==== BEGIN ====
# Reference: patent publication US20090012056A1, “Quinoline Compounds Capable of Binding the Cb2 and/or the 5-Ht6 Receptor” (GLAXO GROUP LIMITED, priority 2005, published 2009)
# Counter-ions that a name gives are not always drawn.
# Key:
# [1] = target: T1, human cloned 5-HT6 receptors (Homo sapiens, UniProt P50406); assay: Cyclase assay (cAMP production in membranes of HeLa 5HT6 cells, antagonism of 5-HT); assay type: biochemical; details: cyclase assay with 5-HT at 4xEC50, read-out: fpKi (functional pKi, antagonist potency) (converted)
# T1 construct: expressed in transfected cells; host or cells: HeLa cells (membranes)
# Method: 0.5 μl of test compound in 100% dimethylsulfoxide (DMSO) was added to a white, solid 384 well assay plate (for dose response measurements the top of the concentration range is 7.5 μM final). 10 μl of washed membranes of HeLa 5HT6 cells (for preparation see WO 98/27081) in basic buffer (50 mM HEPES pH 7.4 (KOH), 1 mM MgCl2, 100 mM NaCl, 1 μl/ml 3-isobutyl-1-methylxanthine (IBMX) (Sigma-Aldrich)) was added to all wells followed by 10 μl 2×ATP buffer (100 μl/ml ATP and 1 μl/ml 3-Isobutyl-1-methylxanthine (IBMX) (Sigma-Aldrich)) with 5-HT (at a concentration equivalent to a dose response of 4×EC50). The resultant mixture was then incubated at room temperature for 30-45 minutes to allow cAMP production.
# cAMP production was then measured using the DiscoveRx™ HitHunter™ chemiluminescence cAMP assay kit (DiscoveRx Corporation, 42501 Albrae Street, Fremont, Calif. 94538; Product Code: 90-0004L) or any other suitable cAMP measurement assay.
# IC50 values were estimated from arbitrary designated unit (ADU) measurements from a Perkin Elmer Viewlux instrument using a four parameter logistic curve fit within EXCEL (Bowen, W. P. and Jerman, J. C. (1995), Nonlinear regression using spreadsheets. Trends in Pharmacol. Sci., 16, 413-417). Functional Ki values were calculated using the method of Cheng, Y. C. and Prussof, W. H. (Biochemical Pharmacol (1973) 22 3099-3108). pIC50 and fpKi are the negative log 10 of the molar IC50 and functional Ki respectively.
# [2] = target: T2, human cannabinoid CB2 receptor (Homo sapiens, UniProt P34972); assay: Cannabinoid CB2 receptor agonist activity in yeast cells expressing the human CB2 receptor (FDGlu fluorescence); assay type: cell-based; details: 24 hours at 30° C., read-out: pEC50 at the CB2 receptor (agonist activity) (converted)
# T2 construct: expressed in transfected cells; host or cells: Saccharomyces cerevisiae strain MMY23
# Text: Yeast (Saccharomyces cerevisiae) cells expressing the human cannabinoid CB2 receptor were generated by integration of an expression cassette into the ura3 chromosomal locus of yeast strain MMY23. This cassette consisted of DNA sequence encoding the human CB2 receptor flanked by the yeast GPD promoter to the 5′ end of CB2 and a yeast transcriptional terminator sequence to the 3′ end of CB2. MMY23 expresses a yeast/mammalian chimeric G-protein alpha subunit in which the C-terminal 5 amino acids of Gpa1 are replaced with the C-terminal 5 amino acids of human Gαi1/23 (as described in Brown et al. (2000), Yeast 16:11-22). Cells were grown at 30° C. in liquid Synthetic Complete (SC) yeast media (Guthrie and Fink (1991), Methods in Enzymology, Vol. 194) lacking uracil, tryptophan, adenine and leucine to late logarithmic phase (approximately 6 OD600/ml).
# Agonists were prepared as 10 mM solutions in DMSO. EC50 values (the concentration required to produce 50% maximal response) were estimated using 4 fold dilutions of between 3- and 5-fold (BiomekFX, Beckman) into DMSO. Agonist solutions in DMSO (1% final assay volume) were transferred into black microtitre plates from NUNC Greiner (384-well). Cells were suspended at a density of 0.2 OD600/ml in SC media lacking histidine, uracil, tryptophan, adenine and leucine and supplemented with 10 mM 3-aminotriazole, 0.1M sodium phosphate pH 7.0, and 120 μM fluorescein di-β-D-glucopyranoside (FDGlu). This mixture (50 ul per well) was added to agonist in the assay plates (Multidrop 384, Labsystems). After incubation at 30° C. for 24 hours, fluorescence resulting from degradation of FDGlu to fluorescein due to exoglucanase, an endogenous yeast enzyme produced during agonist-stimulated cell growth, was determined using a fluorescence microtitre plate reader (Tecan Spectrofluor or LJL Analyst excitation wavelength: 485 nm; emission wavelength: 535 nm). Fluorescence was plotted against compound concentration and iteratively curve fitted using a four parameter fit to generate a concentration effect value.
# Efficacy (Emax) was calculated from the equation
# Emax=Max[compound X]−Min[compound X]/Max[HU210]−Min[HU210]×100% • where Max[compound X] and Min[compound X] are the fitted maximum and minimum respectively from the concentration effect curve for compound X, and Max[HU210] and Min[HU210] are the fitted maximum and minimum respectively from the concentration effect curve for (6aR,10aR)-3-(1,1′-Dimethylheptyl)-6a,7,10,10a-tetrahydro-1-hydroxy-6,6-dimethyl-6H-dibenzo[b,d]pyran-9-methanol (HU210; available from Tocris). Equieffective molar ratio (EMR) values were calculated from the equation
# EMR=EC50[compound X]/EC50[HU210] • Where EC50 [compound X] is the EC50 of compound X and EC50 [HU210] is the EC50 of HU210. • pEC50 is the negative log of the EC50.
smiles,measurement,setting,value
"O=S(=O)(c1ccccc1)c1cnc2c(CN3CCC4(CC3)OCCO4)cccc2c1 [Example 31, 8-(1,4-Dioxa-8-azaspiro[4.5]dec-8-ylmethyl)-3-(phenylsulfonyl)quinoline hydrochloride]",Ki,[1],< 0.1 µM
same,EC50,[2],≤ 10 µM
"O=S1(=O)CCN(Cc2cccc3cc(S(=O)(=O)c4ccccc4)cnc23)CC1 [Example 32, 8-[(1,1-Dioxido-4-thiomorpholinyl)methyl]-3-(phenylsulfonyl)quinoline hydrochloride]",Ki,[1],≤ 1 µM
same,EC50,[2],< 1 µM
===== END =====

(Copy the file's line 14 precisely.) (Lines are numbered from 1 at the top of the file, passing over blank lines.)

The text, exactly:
# Emax=Max[compound X]−Min[compound X]/Max[HU210]−Min[HU210]×100% • where Max[compound X] and Min[compound X] are the fitted maximum and minimum respectively from the concentration effect curve for compound X, and Max[HU210] and Min[HU210] are the fitted maximum and minimum respectively from the concentration effect curve for (6aR,10aR)-3-(1,1′-Dimethylheptyl)-6a,7,10,10a-tetrahydro-1-hydroxy-6,6-dimethyl-6H-dibenzo[b,d]pyran-9-methanol (HU210; available from Tocris). Equieffective molar ratio (EMR) values were calculated from the equation